Effects of valsartan, benazepril and their combination in overt nephropathy of type 2 diabetes: A prospective, randomized, controlled trial

on behalf of the VALID Study Organization

Research output: Contribution to journalArticle

Abstract

Aims: To evaluate whether angiotensin-converting enzyme (ACE) inhibitor and angiotensin II receptor blocker (ARB) combination therapy is more nephroprotective than ACE inhibitor or ARB monotherapy in people with type 2 diabetes and overt nephropathy. Materials and methods: In this prospective, randomized, open, blind-endpoint phase III trial sponsored by the Italian Drug Agency, 103 consenting patients with type 2 diabetes, aged >40 years, with serum creatinine levels 159 to 309 μmol/L, spot morning urinary albumin–creatinine ratio > 1000 mg/g (or > 500 mg/g in those on ACE inhibitor or ARB therapy at inclusion) were stratified by centre and randomized to 4.5-year treatment with valsartan 320 mg/d (n = 36), benazepril 20 mg/d (n = 34) or halved doses of both medications (n = 33). The primary endpoint was end-stage renal disease (ESRD). Modified intention-to-treat analyses were performed. Results: Recruitment took place between June 2007 and February 2013 at 10 centres in Italy and one in Slovenia. A total of 77 participants completed the study and 26 were prematurely withdrawn. During a median (interquartile range) of 41 (18–54) months, 12 participants on benazepril (35.3%) and nine on combination therapy (27.3%) progressed to ESRD, versus five on valsartan (13.9%). Differences between benazepril (hazard ratio [HR] 3.59, 95% confidence interval [CI] 1.25–10.30; P = 0.018) or combination therapy (HR 3.28, 95% CI 1.07–10.0; P = 0.038) and valsartan were significant, even after adjustment for age, gender and baseline serum creatinine, systolic blood pressure and 24-hour proteinuria (HR 5.16, 95% CI 1.50–17.75, P = 0.009 and HR 4.75, 95% CI 1.01–22.39, P = 0.049, respectively). Adverse events were distributed similarly among the groups. Conclusions: In people with type 2 diabetes with nephropathy, valsartan (320 mg/d) safely postponed ESRD more effectively than benazepril (20 mg/d) or than halved doses of both medications.

Original languageEnglish
Pages (from-to)1177-1190
Number of pages14
JournalDiabetes, Obesity and Metabolism
Volume21
Issue number5
DOIs
Publication statusPublished - May 1 2019

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Valsartan
Type 2 Diabetes Mellitus
Randomized Controlled Trials
Angiotensin Receptor Antagonists
Angiotensin-Converting Enzyme Inhibitors
Confidence Intervals
Chronic Kidney Failure
Creatinine
Blood Pressure
Slovenia
Therapeutics
Intention to Treat Analysis
Serum
Proteinuria
Italy
benazepril

Keywords

  • diabetic nephropathy
  • phase III study
  • type 2 diabetes

ASJC Scopus subject areas

  • Internal Medicine
  • Endocrinology, Diabetes and Metabolism
  • Endocrinology

Cite this

Effects of valsartan, benazepril and their combination in overt nephropathy of type 2 diabetes : A prospective, randomized, controlled trial. / on behalf of the VALID Study Organization.

In: Diabetes, Obesity and Metabolism, Vol. 21, No. 5, 01.05.2019, p. 1177-1190.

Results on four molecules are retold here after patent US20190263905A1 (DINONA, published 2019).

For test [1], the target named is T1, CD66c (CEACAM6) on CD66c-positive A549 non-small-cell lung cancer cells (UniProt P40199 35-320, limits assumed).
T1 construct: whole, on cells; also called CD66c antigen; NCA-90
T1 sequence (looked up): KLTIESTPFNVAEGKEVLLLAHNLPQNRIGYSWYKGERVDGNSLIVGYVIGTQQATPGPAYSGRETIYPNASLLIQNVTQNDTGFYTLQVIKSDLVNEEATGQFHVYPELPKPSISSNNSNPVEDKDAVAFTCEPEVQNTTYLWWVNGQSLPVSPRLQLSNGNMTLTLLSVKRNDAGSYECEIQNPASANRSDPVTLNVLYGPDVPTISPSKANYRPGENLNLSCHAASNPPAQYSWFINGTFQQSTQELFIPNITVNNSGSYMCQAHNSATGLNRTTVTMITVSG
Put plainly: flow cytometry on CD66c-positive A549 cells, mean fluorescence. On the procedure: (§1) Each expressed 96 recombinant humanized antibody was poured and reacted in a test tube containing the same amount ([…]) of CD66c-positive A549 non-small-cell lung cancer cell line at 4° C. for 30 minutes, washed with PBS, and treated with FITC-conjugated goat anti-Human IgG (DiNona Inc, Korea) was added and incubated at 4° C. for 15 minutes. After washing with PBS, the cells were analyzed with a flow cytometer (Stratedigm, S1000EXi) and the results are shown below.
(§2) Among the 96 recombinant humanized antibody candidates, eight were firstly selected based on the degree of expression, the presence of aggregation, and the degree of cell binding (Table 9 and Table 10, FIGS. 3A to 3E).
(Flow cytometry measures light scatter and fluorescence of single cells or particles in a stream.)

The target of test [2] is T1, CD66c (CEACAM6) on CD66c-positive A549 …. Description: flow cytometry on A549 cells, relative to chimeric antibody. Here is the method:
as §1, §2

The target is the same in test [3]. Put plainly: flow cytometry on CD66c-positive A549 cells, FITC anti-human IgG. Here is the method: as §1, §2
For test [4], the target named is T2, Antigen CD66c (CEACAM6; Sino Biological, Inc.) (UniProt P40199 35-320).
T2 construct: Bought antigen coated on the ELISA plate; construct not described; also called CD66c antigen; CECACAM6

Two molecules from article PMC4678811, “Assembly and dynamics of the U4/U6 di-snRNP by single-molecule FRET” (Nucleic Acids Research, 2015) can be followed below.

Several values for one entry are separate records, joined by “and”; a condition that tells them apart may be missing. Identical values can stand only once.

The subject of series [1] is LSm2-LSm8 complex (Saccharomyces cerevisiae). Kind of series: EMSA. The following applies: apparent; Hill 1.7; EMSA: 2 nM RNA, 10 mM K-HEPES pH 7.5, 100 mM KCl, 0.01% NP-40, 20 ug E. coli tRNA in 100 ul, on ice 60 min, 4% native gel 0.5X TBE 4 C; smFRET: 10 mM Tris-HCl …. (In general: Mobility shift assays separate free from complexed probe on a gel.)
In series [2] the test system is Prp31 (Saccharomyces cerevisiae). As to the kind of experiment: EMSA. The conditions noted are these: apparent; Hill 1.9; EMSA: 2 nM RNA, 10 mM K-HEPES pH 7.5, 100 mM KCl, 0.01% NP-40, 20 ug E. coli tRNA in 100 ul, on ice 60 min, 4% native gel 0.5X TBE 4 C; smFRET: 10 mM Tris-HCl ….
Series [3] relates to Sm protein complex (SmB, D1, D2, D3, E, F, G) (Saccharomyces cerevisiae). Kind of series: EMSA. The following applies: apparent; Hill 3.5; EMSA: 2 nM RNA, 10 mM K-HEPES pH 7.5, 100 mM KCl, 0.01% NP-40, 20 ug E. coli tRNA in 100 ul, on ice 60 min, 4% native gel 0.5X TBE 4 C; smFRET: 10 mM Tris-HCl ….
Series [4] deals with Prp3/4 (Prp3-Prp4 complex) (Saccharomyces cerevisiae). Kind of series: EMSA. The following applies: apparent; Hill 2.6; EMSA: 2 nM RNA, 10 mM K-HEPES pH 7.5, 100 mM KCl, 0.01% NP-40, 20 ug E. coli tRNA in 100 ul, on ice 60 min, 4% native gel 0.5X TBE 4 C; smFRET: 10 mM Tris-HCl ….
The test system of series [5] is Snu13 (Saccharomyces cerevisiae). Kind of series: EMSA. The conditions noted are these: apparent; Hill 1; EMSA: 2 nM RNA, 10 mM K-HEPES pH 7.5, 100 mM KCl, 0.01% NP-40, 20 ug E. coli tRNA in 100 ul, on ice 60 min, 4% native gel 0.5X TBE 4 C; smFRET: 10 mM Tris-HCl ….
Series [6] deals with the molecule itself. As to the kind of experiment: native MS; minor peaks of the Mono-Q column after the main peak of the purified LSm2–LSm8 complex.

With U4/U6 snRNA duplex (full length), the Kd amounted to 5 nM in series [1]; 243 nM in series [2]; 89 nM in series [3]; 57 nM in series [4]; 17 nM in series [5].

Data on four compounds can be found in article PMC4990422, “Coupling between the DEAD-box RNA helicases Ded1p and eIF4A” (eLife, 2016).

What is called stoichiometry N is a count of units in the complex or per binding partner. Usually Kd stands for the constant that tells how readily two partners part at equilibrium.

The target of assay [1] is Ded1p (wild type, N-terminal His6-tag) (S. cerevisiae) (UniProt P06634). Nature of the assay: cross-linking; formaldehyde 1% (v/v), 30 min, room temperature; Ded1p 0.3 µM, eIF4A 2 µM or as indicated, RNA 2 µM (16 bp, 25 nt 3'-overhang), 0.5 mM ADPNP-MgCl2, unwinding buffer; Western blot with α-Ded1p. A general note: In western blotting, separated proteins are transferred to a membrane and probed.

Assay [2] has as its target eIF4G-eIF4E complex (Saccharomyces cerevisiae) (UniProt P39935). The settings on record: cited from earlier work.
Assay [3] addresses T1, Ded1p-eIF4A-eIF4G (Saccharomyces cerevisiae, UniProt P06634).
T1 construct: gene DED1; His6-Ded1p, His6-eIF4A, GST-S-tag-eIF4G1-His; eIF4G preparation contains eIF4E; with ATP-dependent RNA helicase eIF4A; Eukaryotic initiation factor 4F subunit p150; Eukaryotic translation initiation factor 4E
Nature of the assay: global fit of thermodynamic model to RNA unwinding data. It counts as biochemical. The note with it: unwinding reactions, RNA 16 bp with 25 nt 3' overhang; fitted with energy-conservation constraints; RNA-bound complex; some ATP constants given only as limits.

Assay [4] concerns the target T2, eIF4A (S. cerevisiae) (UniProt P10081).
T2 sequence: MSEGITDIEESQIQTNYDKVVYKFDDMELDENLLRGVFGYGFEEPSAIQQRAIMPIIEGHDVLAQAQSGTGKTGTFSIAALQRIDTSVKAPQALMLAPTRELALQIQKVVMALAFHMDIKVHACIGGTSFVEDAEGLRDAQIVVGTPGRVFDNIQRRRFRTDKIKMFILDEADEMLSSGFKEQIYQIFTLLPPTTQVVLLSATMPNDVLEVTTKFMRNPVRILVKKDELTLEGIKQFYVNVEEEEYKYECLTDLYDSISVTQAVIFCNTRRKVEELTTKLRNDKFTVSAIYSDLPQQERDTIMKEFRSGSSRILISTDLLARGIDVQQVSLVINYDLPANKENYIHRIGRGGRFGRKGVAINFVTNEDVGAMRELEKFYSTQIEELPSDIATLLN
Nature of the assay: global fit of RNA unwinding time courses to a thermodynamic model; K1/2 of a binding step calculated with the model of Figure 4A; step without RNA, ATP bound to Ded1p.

Research output: Contribution to journalArticle

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title = "Effects of valsartan, benazepril and their combination in overt nephropathy of type 2 diabetes: A prospective, randomized, controlled trial",
abstract = "Aims: To evaluate whether angiotensin-converting enzyme (ACE) inhibitor and angiotensin II receptor blocker (ARB) combination therapy is more nephroprotective than ACE inhibitor or ARB monotherapy in people with type 2 diabetes and overt nephropathy. Materials and methods: In this prospective, randomized, open, blind-endpoint phase III trial sponsored by the Italian Drug Agency, 103 consenting patients with type 2 diabetes, aged >40 years, with serum creatinine levels 159 to 309 μmol/L, spot morning urinary albumin–creatinine ratio > 1000 mg/g (or > 500 mg/g in those on ACE inhibitor or ARB therapy at inclusion) were stratified by centre and randomized to 4.5-year treatment with valsartan 320 mg/d (n = 36), benazepril 20 mg/d (n = 34) or halved doses of both medications (n = 33). The primary endpoint was end-stage renal disease (ESRD). Modified intention-to-treat analyses were performed. Results: Recruitment took place between June 2007 and February 2013 at 10 centres in Italy and one in Slovenia. A total of 77 participants completed the study and 26 were prematurely withdrawn. During a median (interquartile range) of 41 (18–54) months, 12 participants on benazepril (35.3{\%}) and nine on combination therapy (27.3{\%}) progressed to ESRD, versus five on valsartan (13.9{\%}). Differences between benazepril (hazard ratio [HR] 3.59, 95{\%} confidence interval [CI] 1.25–10.30; P = 0.018) or combination therapy (HR 3.28, 95{\%} CI 1.07–10.0; P = 0.038) and valsartan were significant, even after adjustment for age, gender and baseline serum creatinine, systolic blood pressure and 24-hour proteinuria (HR 5.16, 95{\%} CI 1.50–17.75, P = 0.009 and HR 4.75, 95{\%} CI 1.01–22.39, P = 0.049, respectively). Adverse events were distributed similarly among the groups. Conclusions: In people with type 2 diabetes with nephropathy, valsartan (320 mg/d) safely postponed ESRD more effectively than benazepril (20 mg/d) or than halved doses of both medications.",
keywords = "diabetic nephropathy, phase III study, type 2 diabetes",